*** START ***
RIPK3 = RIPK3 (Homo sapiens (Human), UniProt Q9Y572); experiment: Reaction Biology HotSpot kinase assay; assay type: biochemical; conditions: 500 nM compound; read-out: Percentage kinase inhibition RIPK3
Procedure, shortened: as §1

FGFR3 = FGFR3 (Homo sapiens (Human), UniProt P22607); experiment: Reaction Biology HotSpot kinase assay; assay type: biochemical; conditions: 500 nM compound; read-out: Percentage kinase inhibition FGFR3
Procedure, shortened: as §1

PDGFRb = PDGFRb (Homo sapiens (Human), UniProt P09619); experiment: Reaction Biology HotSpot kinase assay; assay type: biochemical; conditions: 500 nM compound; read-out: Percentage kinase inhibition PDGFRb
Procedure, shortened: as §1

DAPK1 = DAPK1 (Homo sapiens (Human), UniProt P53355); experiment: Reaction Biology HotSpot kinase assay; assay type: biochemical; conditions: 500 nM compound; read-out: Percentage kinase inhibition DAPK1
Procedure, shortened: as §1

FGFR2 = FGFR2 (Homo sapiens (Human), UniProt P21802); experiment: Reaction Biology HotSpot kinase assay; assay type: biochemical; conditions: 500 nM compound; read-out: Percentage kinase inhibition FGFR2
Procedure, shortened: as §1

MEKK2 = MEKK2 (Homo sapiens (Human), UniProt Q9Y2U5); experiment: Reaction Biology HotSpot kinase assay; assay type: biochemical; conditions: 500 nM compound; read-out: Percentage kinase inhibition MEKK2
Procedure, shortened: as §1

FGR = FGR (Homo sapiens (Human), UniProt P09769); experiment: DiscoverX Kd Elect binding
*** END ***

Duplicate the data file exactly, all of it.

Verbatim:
RIPK3 = RIPK3 (Homo sapiens (Human), UniProt Q9Y572); experiment: Reaction Biology HotSpot kinase assay; assay type: biochemical; conditions: 500 nM compound; read-out: Percentage kinase inhibition RIPK3
Procedure, shortened: as §1

FGFR3 = FGFR3 (Homo sapiens (Human), UniProt P22607); experiment: Reaction Biology HotSpot kinase assay; assay type: biochemical; conditions: 500 nM compound; read-out: Percentage kinase inhibition FGFR3
Procedure, shortened: as §1

PDGFRb = PDGFRb (Homo sapiens (Human), UniProt P09619); experiment: Reaction Biology HotSpot kinase assay; assay type: biochemical; conditions: 500 nM compound; read-out: Percentage kinase inhibition PDGFRb
Procedure, shortened: as §1

DAPK1 = DAPK1 (Homo sapiens (Human), UniProt P53355); experiment: Reaction Biology HotSpot kinase assay; assay type: biochemical; conditions: 500 nM compound; read-out: Percentage kinase inhibition DAPK1
Procedure, shortened: as §1

FGFR2 = FGFR2 (Homo sapiens (Human), UniProt P21802); experiment: Reaction Biology HotSpot kinase assay; assay type: biochemical; conditions: 500 nM compound; read-out: Percentage kinase inhibition FGFR2
Procedure, shortened: as §1

MEKK2 = MEKK2 (Homo sapiens (Human), UniProt Q9Y2U5); experiment: Reaction Biology HotSpot kinase assay; assay type: biochemical; conditions: 500 nM compound; read-out: Percentage kinase inhibition MEKK2
Procedure, shortened: as §1

FGR = FGR (Homo sapiens (Human), UniProt P09769); experiment: DiscoverX Kd Elect binding